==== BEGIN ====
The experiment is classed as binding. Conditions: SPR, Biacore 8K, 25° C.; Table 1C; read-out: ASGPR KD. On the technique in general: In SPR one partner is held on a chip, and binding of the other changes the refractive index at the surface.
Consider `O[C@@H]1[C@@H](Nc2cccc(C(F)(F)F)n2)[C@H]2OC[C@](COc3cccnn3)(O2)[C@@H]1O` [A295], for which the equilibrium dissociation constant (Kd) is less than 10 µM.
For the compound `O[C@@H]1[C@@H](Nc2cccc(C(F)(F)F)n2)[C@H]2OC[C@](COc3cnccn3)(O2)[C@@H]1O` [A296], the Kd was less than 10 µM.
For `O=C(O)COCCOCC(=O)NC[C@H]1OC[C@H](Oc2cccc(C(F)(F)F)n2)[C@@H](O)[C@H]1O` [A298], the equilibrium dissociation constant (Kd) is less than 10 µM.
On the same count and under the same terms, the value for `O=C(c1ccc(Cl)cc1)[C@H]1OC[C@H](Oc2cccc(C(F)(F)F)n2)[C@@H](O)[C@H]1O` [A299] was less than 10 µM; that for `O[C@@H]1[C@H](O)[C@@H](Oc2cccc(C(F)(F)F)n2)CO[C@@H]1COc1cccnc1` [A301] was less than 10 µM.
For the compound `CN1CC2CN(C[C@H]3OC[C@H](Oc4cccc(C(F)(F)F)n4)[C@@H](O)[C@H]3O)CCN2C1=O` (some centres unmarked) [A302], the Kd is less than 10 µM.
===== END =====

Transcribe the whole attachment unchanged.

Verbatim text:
The experiment is classed as binding. Conditions: SPR, Biacore 8K, 25° C.; Table 1C; read-out: ASGPR KD. On the technique in general: In SPR one partner is held on a chip, and binding of the other changes the refractive index at the surface.
Consider `O[C@@H]1[C@@H](Nc2cccc(C(F)(F)F)n2)[C@H]2OC[C@](COc3cccnn3)(O2)[C@@H]1O` [A295], for which the equilibrium dissociation constant (Kd) is less than 10 µM.
For the compound `O[C@@H]1[C@@H](Nc2cccc(C(F)(F)F)n2)[C@H]2OC[C@](COc3cnccn3)(O2)[C@@H]1O` [A296], the Kd was less than 10 µM.
For `O=C(O)COCCOCC(=O)NC[C@H]1OC[C@H](Oc2cccc(C(F)(F)F)n2)[C@@H](O)[C@H]1O` [A298], the equilibrium dissociation constant (Kd) is less than 10 µM.
On the same count and under the same terms, the value for `O=C(c1ccc(Cl)cc1)[C@H]1OC[C@H](Oc2cccc(C(F)(F)F)n2)[C@@H](O)[C@H]1O` [A299] was less than 10 µM; that for `O[C@@H]1[C@H](O)[C@@H](Oc2cccc(C(F)(F)F)n2)CO[C@@H]1COc1cccnc1` [A301] was less than 10 µM.
For the compound `CN1CC2CN(C[C@H]3OC[C@H](Oc4cccc(C(F)(F)F)n4)[C@@H](O)[C@H]3O)CCN2C1=O` (some centres unmarked) [A302], the Kd is less than 10 µM.